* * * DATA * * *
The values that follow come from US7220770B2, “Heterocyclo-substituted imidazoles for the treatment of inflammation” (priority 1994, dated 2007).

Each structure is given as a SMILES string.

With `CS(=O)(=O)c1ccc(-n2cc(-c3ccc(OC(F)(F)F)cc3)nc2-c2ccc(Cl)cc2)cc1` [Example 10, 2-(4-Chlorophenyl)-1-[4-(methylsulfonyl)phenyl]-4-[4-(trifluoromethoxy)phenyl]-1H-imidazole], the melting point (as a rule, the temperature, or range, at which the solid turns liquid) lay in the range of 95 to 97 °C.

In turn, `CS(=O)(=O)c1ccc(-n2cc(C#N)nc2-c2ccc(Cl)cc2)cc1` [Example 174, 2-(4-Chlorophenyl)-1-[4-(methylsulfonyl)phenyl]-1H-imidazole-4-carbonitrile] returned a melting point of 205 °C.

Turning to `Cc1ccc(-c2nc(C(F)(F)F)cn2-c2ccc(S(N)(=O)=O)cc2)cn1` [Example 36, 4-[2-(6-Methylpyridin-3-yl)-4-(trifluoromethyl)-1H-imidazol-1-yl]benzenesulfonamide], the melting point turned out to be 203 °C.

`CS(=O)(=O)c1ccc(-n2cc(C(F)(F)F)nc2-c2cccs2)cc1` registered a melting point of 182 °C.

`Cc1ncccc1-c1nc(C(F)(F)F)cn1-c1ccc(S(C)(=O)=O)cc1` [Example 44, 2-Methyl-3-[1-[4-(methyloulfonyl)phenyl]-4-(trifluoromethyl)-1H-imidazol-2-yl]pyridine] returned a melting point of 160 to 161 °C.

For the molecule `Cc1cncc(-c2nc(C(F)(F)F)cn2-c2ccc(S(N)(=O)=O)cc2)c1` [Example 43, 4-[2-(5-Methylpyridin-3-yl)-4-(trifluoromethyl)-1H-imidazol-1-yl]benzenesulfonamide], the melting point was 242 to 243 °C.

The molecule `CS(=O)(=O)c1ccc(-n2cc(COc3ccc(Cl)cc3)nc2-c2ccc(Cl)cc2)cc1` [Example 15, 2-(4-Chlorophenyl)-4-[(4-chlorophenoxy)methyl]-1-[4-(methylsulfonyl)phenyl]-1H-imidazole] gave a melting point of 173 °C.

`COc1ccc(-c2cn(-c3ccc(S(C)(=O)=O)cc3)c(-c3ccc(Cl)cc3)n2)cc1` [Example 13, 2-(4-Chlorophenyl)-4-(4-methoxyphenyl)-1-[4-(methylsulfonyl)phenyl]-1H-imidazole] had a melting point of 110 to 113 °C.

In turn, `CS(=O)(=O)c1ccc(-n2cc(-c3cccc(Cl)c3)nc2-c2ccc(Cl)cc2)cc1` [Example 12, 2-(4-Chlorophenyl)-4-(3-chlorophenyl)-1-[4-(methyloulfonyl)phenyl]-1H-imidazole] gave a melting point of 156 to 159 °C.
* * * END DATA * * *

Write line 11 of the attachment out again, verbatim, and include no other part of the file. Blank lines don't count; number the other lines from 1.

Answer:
In turn, `CS(=O)(=O)c1ccc(-n2cc(-c3cccc(Cl)c3)nc2-c2ccc(Cl)cc2)cc1` [Example 12, 2-(4-Chlorophenyl)-4-(3-chlorophenyl)-1-[4-(methyloulfonyl)phenyl]-1H-imidazole] gave a melting point of 156 to 159 °C.